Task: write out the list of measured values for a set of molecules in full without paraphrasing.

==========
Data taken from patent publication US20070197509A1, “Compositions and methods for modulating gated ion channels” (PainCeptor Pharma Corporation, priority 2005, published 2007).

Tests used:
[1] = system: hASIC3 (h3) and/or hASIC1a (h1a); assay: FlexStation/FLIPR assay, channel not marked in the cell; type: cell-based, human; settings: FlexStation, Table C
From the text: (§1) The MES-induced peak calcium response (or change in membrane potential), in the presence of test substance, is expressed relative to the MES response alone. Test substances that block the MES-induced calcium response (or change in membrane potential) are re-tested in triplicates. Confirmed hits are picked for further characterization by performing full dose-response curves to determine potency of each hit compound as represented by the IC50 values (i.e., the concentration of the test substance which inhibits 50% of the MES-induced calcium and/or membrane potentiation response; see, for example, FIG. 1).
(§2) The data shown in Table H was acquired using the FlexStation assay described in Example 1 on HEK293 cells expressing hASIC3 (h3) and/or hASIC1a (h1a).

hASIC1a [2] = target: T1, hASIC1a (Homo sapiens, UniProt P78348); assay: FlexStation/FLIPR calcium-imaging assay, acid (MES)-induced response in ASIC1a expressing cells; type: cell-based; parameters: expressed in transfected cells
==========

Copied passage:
Data taken from patent publication US20070197509A1, “Compositions and methods for modulating gated ion channels” (PainCeptor Pharma Corporation, priority 2005, published 2007).

Tests used:
[1] = system: hASIC3 (h3) and/or hASIC1a (h1a); assay: FlexStation/FLIPR assay, channel not marked in the cell; type: cell-based, human; settings: FlexStation, Table C
From the text: (§1) The MES-induced peak calcium response (or change in membrane potential), in the presence of test substance, is expressed relative to the MES response alone. Test substances that block the MES-induced calcium response (or change in membrane potential) are re-tested in triplicates. Confirmed hits are picked for further characterization by performing full dose-response curves to determine potency of each hit compound as represented by the IC50 values (i.e., the concentration of the test substance which inhibits 50% of the MES-induced calcium and/or membrane potentiation response; see, for example, FIG. 1).
(§2) The data shown in Table H was acquired using the FlexStation assay described in Example 1 on HEK293 cells expressing hASIC3 (h3) and/or hASIC1a (h1a).

hASIC1a [2] = target: T1, hASIC1a (Homo sapiens, UniProt P78348); assay: FlexStation/FLIPR calcium-imaging assay, acid (MES)-induced response in ASIC1a expressing cells; type: cell-based; parameters: expressed in transfected cells